I'm trying to decide which roof and insulation is best for my 1950s modern, flat roof home in Daytona Beach, FL.

Asked by Kevin
Daytona Beach, FL

*Getting a tear down, new re-roof soon...(storm damage) *no insulation in 2:12, 30sq roof, all cathedral ceilings....No attic space either. **probably have 50-65% tree coverage... *looking for reduced AC/heat bills... *Leaning towards polyiso and Certainteed Flintlastic SA...



You have asked the right question but at the same time you have answered some of the basic questions in determining a solution.

Choosing a roof

First, your 2:12 pitch roof. Because of your geographical location and known high winds, I would recommend looking into a standing seam metal roof.

  • This approach will allow you to handle some of the worst weather conditions and comply with the Miami-Dade regulations common in most counties in Florida.
  • One roofing type which meets Miami-Dade regulations is the UC-3 standing seam metal roof profile manufactured by Firestone Metal Products.

Insulating the roof

Second, how to insulate. Contact local foam insulation contractors and discuss a hot deck installation process of insulation. This method fills all of the roof cavities (in your case between each rafter) solid with blown-in foam insulation.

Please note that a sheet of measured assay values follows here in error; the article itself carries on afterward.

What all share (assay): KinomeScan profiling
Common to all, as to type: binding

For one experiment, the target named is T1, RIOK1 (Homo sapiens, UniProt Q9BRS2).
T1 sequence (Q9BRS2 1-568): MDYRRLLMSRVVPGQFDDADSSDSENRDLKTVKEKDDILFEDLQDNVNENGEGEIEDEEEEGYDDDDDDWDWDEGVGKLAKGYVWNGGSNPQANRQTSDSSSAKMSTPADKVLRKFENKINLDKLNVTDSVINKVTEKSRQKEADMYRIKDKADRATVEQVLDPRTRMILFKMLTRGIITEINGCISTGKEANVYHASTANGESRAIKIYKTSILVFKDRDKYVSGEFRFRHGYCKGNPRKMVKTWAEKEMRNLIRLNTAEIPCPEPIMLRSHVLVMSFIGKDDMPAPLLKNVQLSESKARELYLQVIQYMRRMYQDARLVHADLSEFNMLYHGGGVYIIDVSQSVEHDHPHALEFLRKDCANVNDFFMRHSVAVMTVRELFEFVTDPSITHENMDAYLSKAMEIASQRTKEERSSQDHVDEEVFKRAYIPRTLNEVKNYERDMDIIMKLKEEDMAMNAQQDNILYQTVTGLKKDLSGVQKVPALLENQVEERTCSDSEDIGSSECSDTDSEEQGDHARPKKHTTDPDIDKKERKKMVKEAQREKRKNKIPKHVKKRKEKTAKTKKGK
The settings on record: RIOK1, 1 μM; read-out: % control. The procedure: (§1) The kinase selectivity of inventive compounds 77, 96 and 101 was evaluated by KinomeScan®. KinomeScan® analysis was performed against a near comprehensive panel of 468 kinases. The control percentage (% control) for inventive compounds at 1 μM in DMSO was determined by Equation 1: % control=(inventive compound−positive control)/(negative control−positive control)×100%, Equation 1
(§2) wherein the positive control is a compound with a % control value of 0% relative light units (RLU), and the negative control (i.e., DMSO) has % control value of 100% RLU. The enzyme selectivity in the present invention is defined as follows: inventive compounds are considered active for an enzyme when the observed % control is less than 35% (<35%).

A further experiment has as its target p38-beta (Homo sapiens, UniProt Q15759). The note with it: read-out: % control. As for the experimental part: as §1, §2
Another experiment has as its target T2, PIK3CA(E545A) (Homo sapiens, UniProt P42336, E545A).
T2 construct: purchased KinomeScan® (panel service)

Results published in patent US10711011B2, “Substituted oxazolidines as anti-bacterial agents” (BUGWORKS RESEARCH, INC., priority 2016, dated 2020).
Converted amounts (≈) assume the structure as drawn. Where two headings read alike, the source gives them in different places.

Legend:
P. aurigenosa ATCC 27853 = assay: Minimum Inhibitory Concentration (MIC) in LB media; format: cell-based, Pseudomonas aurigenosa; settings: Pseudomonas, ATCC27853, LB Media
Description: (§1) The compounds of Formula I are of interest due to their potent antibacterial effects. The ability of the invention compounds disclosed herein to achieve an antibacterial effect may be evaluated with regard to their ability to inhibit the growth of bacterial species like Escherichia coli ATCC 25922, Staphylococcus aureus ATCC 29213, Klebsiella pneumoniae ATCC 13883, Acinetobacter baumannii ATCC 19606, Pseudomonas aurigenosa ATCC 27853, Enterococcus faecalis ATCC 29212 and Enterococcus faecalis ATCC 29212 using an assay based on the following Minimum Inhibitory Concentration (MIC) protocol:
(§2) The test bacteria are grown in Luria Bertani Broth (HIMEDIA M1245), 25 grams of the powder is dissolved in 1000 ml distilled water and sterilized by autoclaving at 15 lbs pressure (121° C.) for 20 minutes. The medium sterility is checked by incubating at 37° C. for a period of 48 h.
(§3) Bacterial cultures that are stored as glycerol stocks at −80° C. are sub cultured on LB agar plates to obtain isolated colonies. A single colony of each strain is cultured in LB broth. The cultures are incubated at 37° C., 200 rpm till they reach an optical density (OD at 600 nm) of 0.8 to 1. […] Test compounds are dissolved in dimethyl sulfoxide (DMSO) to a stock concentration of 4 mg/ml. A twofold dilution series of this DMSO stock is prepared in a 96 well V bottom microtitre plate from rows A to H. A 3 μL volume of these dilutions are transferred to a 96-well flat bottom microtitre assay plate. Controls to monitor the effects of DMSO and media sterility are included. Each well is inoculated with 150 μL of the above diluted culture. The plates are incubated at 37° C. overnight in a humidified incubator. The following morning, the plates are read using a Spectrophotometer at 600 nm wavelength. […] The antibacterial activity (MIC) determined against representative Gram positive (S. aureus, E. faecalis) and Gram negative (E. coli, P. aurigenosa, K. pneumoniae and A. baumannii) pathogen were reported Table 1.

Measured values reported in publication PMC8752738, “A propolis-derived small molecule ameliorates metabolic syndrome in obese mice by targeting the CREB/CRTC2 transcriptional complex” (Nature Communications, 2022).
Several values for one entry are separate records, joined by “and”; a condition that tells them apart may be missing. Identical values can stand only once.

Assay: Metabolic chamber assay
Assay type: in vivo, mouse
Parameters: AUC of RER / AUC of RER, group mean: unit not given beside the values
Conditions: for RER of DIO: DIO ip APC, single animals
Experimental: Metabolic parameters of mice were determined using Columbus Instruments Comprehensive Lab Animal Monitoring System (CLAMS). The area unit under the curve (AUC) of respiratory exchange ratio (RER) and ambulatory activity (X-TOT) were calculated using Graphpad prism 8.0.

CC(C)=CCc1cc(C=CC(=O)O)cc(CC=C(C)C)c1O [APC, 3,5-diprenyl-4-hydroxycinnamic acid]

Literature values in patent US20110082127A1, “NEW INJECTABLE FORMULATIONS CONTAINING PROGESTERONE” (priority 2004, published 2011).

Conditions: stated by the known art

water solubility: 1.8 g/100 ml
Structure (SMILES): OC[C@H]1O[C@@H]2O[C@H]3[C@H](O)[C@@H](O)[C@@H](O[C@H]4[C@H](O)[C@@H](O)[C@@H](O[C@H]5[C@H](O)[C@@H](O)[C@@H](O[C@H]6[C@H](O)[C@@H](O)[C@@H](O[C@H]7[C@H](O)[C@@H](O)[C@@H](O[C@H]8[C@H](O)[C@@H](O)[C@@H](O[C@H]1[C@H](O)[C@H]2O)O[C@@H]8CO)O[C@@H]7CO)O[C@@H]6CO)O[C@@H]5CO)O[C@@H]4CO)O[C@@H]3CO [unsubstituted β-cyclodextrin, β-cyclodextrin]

There are two types of foam currently available on the market.

  • Closed cell foam – approximately R-7 per inch thickness of insulation.
  • Open cell foam – approximately R-4 per inch thickness of insulation.

Energy costs

Third, reducing the A/C and heating bills. Obviously installing blown-in foam insulation will reduce heat gain as well as heat loss.

However, you can go one step further to reduce the heat gain by choosing a roof color with a high Solar Reflectance Index (SRI).

  • A roof color with a .50 index is considered to be a cool roof and will absorb less solar radiation equaling a low heat gain on the interior of the building.
  • Keep in mind not all paint colors are equal, so check the SRI prior to specifying and choose a color greater than a .50 index number.


For more information:

Read "What type of roof should I choose in a hot climate?" a Q&A answered by Mick Dalrymple.

Check our Find a Pro directory to find a green roofing professional near you.

Do you have a question about greening your home? GreenHomeGuide invites you to Ask A Pro. Let our network of experienced green building professionals – architects, designers, contractors, electricians, energy experts, landscapers, tile & stone specialists, and more – help you find the right solution.